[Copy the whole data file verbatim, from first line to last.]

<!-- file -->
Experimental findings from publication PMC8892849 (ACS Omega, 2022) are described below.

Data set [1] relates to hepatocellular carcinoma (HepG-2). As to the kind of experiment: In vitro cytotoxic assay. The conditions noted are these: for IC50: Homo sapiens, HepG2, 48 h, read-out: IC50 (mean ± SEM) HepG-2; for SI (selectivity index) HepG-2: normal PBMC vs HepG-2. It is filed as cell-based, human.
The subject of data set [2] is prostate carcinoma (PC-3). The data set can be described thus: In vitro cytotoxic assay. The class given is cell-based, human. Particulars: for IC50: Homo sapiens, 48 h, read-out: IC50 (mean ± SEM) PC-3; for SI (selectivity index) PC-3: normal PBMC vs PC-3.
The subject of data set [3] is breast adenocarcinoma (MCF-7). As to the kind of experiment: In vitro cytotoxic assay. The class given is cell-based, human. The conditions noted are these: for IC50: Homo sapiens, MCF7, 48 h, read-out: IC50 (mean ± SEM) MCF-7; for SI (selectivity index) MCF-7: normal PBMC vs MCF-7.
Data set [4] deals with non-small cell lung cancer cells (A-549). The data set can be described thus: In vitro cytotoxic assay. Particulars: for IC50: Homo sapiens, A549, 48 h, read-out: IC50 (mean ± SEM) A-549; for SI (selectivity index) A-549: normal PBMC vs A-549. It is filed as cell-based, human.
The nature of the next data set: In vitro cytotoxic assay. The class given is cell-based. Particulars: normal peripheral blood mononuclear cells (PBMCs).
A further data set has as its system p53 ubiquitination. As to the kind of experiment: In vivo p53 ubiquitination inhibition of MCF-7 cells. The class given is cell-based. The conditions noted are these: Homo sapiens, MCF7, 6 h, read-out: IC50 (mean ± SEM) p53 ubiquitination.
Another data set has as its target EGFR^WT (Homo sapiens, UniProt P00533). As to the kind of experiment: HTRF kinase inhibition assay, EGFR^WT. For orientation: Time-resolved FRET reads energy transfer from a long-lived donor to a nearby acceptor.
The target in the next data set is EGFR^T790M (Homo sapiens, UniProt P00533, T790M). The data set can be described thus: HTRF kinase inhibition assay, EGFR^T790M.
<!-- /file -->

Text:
Experimental findings from publication PMC8892849 (ACS Omega, 2022) are described below.

Data set [1] relates to hepatocellular carcinoma (HepG-2). As to the kind of experiment: In vitro cytotoxic assay. The conditions noted are these: for IC50: Homo sapiens, HepG2, 48 h, read-out: IC50 (mean ± SEM) HepG-2; for SI (selectivity index) HepG-2: normal PBMC vs HepG-2. It is filed as cell-based, human.
The subject of data set [2] is prostate carcinoma (PC-3). The data set can be described thus: In vitro cytotoxic assay. The class given is cell-based, human. Particulars: for IC50: Homo sapiens, 48 h, read-out: IC50 (mean ± SEM) PC-3; for SI (selectivity index) PC-3: normal PBMC vs PC-3.
The subject of data set [3] is breast adenocarcinoma (MCF-7). As to the kind of experiment: In vitro cytotoxic assay. The class given is cell-based, human. The conditions noted are these: for IC50: Homo sapiens, MCF7, 48 h, read-out: IC50 (mean ± SEM) MCF-7; for SI (selectivity index) MCF-7: normal PBMC vs MCF-7.
Data set [4] deals with non-small cell lung cancer cells (A-549). The data set can be described thus: In vitro cytotoxic assay. Particulars: for IC50: Homo sapiens, A549, 48 h, read-out: IC50 (mean ± SEM) A-549; for SI (selectivity index) A-549: normal PBMC vs A-549. It is filed as cell-based, human.
The nature of the next data set: In vitro cytotoxic assay. The class given is cell-based. Particulars: normal peripheral blood mononuclear cells (PBMCs).
A further data set has as its system p53 ubiquitination. As to the kind of experiment: In vivo p53 ubiquitination inhibition of MCF-7 cells. The class given is cell-based. The conditions noted are these: Homo sapiens, MCF7, 6 h, read-out: IC50 (mean ± SEM) p53 ubiquitination.
Another data set has as its target EGFR^WT (Homo sapiens, UniProt P00533). As to the kind of experiment: HTRF kinase inhibition assay, EGFR^WT. For orientation: Time-resolved FRET reads energy transfer from a long-lived donor to a nearby acceptor.
The target in the next data set is EGFR^T790M (Homo sapiens, UniProt P00533, T790M). The data set can be described thus: HTRF kinase inhibition assay, EGFR^T790M.